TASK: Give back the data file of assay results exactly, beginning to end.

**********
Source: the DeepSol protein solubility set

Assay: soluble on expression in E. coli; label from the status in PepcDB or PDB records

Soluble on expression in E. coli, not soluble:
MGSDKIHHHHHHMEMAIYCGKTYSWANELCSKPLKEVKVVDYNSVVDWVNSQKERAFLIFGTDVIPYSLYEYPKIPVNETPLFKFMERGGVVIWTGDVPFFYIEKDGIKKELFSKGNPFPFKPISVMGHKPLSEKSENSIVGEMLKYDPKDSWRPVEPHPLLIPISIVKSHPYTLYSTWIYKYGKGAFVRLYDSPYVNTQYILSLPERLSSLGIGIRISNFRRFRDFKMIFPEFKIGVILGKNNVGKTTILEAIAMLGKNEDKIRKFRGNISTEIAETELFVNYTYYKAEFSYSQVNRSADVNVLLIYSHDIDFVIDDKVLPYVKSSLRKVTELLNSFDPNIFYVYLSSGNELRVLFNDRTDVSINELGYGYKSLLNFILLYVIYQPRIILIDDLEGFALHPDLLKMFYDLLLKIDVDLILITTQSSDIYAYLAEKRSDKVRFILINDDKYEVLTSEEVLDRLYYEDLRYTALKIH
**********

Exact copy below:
Source: the DeepSol protein solubility set

Assay: soluble on expression in E. coli; label from the status in PepcDB or PDB records

Soluble on expression in E. coli, not soluble:
MGSDKIHHHHHHMEMAIYCGKTYSWANELCSKPLKEVKVVDYNSVVDWVNSQKERAFLIFGTDVIPYSLYEYPKIPVNETPLFKFMERGGVVIWTGDVPFFYIEKDGIKKELFSKGNPFPFKPISVMGHKPLSEKSENSIVGEMLKYDPKDSWRPVEPHPLLIPISIVKSHPYTLYSTWIYKYGKGAFVRLYDSPYVNTQYILSLPERLSSLGIGIRISNFRRFRDFKMIFPEFKIGVILGKNNVGKTTILEAIAMLGKNEDKIRKFRGNISTEIAETELFVNYTYYKAEFSYSQVNRSADVNVLLIYSHDIDFVIDDKVLPYVKSSLRKVTELLNSFDPNIFYVYLSSGNELRVLFNDRTDVSINELGYGYKSLLNFILLYVIYQPRIILIDDLEGFALHPDLLKMFYDLLLKIDVDLILITTQSSDIYAYLAEKRSDKVRFILINDDKYEVLTSEEVLDRLYYEDLRYTALKIH